In spite of dozen studies on gender, the multiplication of controversial societal debates, the struggle for recognition which also aggregates identity as well as public issues, very little has been written about heterosexuality in the field of social sciences. How does the normative power of heterosexuality operate in the society?
This power is referred to as « heteronormativity », meaning the whole set of relationships, actions, institutions, discourse and knowledge which build up and reproduce heterosexuality as « normal », desirable, even natural and mandatory. So far, the notion of heterosexuality has been formulated and investigated in studies whose objective was to deconstruct the power exercised on the types of sexuality and genders that do not conform.
Our research work here aims at questioning the approach of those who reproduce the norm. Our concern is to deconstruct the « normality » of heterosexuality and the way it is commonly used as a normative and decent reference to talk about and experience one’s sexual life, as well as to establish one’s own male or female identity within oneself and to others.
According to Alain Giami, « In the social world, heterosexuality appears to be the most widespread form and prevailing norm of sexual activity ». It is often taken for granted, particularly in the light of reproductive purposes: only a man-woman sexual intercourse is seen as the « natural » way of reproducing the human species. Thus, heterosexuality is the category used to identify a sexual desire for people of the opposite sex and heteronormativity turns it into a very powerful normative model. This model also defines a binary and asymmetrical system of relationships: the male sex « must » equate the masculine gender – and the female sex the feminine, while heterosexuality becomes mandatory.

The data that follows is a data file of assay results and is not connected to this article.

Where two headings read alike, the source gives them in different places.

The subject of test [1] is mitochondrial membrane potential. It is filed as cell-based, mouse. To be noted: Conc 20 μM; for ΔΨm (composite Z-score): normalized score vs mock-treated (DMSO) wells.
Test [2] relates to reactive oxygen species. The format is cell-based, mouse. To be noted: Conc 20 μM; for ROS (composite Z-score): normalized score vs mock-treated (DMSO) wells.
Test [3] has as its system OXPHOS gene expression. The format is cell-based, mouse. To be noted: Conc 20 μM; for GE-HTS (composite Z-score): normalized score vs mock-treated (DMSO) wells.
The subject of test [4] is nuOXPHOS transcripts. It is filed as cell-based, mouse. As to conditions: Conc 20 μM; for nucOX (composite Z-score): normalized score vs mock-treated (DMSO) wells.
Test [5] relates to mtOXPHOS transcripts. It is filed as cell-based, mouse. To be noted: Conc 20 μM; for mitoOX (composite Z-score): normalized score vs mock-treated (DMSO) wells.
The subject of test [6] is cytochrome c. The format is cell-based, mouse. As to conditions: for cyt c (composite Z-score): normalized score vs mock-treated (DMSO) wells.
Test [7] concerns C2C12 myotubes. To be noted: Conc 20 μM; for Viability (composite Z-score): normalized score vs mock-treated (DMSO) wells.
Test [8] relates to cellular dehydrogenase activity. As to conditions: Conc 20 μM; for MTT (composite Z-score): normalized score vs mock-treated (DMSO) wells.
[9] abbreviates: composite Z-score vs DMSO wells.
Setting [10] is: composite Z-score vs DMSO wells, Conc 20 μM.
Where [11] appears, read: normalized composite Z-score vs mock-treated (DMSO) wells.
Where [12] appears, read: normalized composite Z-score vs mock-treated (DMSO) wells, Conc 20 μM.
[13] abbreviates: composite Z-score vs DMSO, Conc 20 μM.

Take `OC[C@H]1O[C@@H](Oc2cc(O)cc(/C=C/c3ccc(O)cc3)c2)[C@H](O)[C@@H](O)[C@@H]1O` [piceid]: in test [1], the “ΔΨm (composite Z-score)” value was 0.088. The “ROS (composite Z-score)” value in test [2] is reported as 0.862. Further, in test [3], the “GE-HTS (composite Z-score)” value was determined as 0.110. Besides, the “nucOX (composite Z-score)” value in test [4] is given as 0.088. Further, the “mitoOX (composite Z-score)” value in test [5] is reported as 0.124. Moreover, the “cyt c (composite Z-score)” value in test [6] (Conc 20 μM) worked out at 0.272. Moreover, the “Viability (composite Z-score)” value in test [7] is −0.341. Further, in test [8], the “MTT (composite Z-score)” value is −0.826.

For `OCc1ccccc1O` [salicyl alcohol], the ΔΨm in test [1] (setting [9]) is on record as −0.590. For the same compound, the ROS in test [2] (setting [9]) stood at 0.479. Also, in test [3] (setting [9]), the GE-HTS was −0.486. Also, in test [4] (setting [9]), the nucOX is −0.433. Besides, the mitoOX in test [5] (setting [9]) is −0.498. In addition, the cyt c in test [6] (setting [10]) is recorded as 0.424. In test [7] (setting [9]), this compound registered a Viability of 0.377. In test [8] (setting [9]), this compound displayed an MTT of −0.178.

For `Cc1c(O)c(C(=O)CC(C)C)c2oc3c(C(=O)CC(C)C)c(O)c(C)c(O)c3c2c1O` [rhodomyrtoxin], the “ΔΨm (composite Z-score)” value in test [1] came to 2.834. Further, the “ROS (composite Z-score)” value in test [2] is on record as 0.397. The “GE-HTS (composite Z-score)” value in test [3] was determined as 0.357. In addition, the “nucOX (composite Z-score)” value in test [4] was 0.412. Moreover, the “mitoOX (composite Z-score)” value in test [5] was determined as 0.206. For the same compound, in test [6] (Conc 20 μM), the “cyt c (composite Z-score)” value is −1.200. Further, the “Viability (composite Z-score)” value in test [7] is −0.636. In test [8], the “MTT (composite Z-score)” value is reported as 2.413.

And yet heterosexuality is not an inborn feature. According to Jonathan Ned Katz, the word itself, heterosexuality, is not much older than one hundred years. A great number of studies (among which those by Louis Georges Tin ) have shown that there is no ancient heterosexual culture and that it actually results from a modern construction; it became the reference model in 12th-century Western societies through, for instance, the emergence , within the nobility, of the ideals of heterosexual courtly love.
Heterosexuality can be analyzed as a historically and culturally situated socialization process, which is revealed in daily life by the practices and interactions individuals use to talk about themselves and to be understood by others. Nevertheless, it is not a mere demand enforced from the outside that sets the limits and coerces men and women. Heterosexuality is shaped by its very actors who devise and negotiate the acts and interaction codes through which their own experiences and the others’ make sense. Using this approach and relying on the study of the sexual behavior of 20 to 30-year old Moroccan male immigrants in Europe and the way they construct their masculinity, our work analyzes the discourse, practices and ways of behaving which establish heterosexuality as the socially rightful and acceptable norm.